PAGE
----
As with the previous editions, this has been the motivation for the production of this fourth edition – a companion text to the fourth edition of Modern Engineering Mathematics, this being designed to provide a first-level core studies course in mathematics for undergraduate programmes in all engineering disciplines.
Building on the foundations laid in the companion text, this book gives an extensive treatment of some of the more advanced areas of mathematics that have applications in various fields of engineering, particularly as tools for computer-based system modelling, analysis and design.
Feedback, from users of the previous editions, on subject content has been highly positive indicating that it is sufficiently broad to provide the necessary second-level, or optional, studies for most engineering programmes, wherein each case a selection of the material may be made.
Whilst designed primarily for use by engineering students, it is believed that the book is also suitable for use by students of applied mathematics and the physical sciences.
Although the pace of the book is at a somewhat more advanced level than the companion text, the philosophy of learning by doing is retained with a continuing emphasis on the development of students’ ability to use mathematics with understanding to solve engineering problems.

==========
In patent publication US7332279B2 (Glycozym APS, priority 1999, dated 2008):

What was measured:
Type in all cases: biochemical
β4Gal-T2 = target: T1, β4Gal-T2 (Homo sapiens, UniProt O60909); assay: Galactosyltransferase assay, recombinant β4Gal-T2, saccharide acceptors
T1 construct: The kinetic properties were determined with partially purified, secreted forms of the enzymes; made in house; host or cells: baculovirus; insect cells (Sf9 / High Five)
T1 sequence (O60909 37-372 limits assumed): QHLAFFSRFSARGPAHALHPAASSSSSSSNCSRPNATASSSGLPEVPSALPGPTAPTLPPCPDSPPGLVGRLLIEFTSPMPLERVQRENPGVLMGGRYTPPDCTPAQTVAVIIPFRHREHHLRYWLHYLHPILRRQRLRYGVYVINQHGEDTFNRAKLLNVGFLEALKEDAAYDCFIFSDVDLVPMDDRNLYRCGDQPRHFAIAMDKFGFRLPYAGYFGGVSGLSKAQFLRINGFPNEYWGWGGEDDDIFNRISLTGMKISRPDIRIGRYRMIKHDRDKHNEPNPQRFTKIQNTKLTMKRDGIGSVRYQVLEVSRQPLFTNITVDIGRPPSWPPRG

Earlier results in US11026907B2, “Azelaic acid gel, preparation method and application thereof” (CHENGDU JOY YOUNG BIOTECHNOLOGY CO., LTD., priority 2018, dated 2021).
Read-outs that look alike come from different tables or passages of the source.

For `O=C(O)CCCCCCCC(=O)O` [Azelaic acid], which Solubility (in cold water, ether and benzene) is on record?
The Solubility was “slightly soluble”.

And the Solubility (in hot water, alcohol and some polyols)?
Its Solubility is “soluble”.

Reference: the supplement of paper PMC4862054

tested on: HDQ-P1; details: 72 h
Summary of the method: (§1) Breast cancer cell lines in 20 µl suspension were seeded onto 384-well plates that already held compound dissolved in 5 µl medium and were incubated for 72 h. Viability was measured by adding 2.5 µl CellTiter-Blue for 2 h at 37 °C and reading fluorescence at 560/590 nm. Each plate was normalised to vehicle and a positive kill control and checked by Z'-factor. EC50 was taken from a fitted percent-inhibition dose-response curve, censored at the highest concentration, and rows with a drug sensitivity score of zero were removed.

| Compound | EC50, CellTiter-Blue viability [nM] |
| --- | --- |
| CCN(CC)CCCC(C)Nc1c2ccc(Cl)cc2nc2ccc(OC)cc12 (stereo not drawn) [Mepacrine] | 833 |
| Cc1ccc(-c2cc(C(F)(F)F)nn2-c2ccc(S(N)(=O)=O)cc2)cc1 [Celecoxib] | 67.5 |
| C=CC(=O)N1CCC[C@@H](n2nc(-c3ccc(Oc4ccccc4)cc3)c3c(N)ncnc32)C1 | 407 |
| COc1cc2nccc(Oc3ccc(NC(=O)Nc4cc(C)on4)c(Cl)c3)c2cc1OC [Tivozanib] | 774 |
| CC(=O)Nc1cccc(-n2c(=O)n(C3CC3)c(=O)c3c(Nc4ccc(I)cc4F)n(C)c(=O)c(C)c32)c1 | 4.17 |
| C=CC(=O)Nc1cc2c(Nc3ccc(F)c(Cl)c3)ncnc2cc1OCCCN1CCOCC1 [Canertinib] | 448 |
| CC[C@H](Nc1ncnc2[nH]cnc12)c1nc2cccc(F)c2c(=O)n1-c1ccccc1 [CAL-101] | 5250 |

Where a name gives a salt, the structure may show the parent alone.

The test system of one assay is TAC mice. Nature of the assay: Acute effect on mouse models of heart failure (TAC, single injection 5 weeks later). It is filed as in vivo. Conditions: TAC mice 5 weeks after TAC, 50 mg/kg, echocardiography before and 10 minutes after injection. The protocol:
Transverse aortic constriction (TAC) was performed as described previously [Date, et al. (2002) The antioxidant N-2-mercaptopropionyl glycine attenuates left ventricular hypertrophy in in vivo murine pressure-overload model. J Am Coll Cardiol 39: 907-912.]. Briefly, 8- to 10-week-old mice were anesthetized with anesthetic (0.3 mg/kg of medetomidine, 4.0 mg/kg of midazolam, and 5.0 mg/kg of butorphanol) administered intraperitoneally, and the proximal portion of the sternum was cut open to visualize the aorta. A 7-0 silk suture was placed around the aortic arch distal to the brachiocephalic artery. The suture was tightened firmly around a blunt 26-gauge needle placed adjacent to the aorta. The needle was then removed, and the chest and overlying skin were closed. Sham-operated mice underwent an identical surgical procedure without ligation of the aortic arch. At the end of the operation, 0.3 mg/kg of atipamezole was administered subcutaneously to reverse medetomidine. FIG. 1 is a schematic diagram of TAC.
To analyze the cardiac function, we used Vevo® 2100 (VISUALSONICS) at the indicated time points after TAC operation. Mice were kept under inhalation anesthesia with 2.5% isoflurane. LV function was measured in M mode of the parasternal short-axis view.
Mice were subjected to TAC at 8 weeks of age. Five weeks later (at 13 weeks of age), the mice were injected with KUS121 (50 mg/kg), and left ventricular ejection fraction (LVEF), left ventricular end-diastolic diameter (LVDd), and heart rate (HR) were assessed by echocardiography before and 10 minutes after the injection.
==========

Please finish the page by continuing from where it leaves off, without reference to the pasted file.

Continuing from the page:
Recognizing the increasing importance of mathematical modelling in engineering practice, many of the worked examples and exercises incorporate mathematical models that are designed both to provide relevance and to reinforce the role of mathematics in various branches of engineering.
In addition, each chapter contains specific sections on engineering applications, and these form an ideal framework for individual, or group, study assignments, thereby helping to reinforce the skills of mathematical modelling, which are seen as essential if engineers are to tackle the increasingly complex systems they are being called upon to analyse and design.
The importance of numerical methods in problem-solving is also recognized, and its treatment is integrated with the analytical work throughout the book.
Much of the feedback from users relates to the role and use of software packages, particularly symbolic algebra packages.